Growth Trends for Related Jobs
Clerical Support Definition
In any office, there are tasks that need to be completed in order to keep the business moving forward. These tasks, which fall under the umbrella of clerical work, are generally fairly straightforward and easy to master, and are usually assigned to entry-level workers. Despite the fact that clerical tasks like typing and filing are relatively basic, they do take time – and in many cases, executives and midlevel employees are focused on other priorities and unable to keep up with everything that needs to be done. For that reason, many companies hire clerical support personnel who are specifically charged with handling these tasks.
Common Clerical Activities
The title of clerical support worker refers to individuals who support or assist co-workers with a wide range of tasks. Some of the most common jobs that fall into this category include typing documents, filing, answering phones, managing mailings, data entry, photocopying, faxing and sorting and delivering incoming mail. Clerical support professionals may also be responsible for maintaining and ordering supplies, and handling other tasks as assigned, such as ordering food for meetings. By taking on these responsibilities and taking them off of others’ plates, they help keep the office running smoothly and ensure that everything remains organized.
Although general clerical support focuses on these general tasks, in some businesses or departments clerical support may be focused on specific activities or require more specialized knowledge. For instance, clerical activities in a finance department may include bookkeeping tasks, managing accounts payable and accounts receivable, assisting with payroll, or sorting and verifying expense reports. If you work in a government office, you may be responsible for filing permits or managing mailers. Regardless of the setting, though, most clerical support involves repetitive, defined tasks, and not strategic or operational work.
Skills and Education
Most clerical support roles are entry level, and therefore typically require a high school diploma or the equivalent. Some individuals complete additional training in office administration through an adult education or community college program, while others move into these roles with a bachelor’s degree as a means of getting their foot in the door for a position with greater responsibilities and higher pay.
A familiarity with basic office tasks is the most important qualification for clerical support roles. While companies will provide on-the-job training in specific processes and procedures, they expect clerical support workers to come into the job with a general skill set. These skills include knowledge of how to use basic office machines (fax, copier, etc.); general computer skills, including the ability to type 60 words per minute or faster as well as basic word processing and spreadsheet software; filing abilities; data entry skills; and the ability to use the phone and learn the company phone system.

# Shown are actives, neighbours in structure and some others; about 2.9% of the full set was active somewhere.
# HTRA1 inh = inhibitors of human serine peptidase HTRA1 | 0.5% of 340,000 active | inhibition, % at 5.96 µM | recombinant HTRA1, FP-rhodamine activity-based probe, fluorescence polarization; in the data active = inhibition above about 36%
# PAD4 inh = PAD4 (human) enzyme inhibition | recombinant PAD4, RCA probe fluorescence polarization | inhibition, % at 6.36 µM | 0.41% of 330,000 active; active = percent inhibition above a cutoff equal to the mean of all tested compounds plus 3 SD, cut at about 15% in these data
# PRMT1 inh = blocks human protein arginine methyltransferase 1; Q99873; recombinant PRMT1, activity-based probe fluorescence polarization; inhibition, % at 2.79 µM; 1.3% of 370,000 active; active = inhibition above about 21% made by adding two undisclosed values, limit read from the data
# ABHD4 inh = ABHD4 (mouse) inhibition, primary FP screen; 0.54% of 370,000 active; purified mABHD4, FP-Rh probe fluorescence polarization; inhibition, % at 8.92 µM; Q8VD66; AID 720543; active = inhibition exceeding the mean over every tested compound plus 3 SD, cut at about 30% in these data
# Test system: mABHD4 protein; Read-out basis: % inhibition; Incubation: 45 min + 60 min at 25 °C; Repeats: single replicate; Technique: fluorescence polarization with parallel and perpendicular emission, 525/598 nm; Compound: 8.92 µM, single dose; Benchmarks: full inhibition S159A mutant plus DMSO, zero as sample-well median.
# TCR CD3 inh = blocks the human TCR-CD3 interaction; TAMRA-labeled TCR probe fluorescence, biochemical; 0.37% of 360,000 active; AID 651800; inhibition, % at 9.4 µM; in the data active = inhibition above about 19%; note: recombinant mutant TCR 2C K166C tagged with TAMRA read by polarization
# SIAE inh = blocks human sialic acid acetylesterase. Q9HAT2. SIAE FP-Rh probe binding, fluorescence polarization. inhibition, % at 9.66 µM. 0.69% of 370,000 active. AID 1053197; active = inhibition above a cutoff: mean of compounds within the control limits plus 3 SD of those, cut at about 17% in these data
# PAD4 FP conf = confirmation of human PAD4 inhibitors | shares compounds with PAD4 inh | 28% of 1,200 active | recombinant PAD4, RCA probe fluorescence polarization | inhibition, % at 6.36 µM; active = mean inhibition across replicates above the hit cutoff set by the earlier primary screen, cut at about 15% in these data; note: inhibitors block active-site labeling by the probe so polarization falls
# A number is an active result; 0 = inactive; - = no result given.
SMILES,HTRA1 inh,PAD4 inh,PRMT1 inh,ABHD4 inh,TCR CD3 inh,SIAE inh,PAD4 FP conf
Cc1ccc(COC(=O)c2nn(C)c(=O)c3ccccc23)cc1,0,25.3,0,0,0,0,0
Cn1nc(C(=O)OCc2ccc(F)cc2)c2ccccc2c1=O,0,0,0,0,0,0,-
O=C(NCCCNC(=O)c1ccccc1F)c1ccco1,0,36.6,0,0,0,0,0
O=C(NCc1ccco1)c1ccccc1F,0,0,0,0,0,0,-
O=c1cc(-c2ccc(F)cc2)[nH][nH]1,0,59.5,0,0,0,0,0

Clerical support jobs also require a number of soft skills. A professional demeanor is a must, as well as exceptional organizational skills. Customer service skills are important, especially if you will be interacting with the public, and it’s vital to be detail oriented. In some industries, such as health care and finance, clerical support workers are also expected to be familiar with industry regulations regarding information security and personal data, and to conduct their work accordingly.
Clerical Support Salaries
Because clerical support is considered an entry-level position, salaries are comparatively low. According to PayScale.com, the average hourly rate for clerical support positions is $12.87, for an annual salary of around $30,000. Pay is generally commensurate with experience, but even the most experienced support professionals rarely earn more than $40,000 per year. There is room for growth in this field, though, as many people go on to higher-paying administrative or executive assistant roles, or move on to different jobs within the organization. According to PayScale.com, it’s also very common for a clerical support provider in the medical field to move on to become a medical assistant, registered nurse or nurse practitioner.
The highest paying industries for clerical support are the government and professional, scientific and technical services. However, healthcare is also a high-paying field, and the one industry where there is expected to be at least some growth in the coming years.
Clerical Support Industry Trends
As with many industries, technology is changing clerical support and the way the work is handled. Many tasks that were previously done manually can now be done via computer, saving time and increasing the need for additional training. Within this realm, there are two major trends taking shape that are changing the face of clerical support.
First, the move toward paperless offices is changing the face of – and in some cases, eliminating the need for – clerical support. Companies are going paperless, or at least using less paper, for a number of reasons, including improved sustainability, better organization and reduced costs. In fact, a 2014 study by Gartner found that the cost to U.S. businesses associated with storing and retrieving paper documents is somewhere in the neighborhood of $25 billion to $35 billion annually. By using digital services to create, store and organize documents, businesses can potentially save money and become more efficient.
In terms of clerical support, this also means that the need for someone to physically file documents – or type and print letters, keep track of documents, etc. – is reduced. While some companies are doing away with clerical positions (the Bureau of Labor Statistics projects little to no growth in the field by 2026, due in large part to technology) others are changing the qualifications for such positions and requiring advanced computer skills and experience managing electronic documents.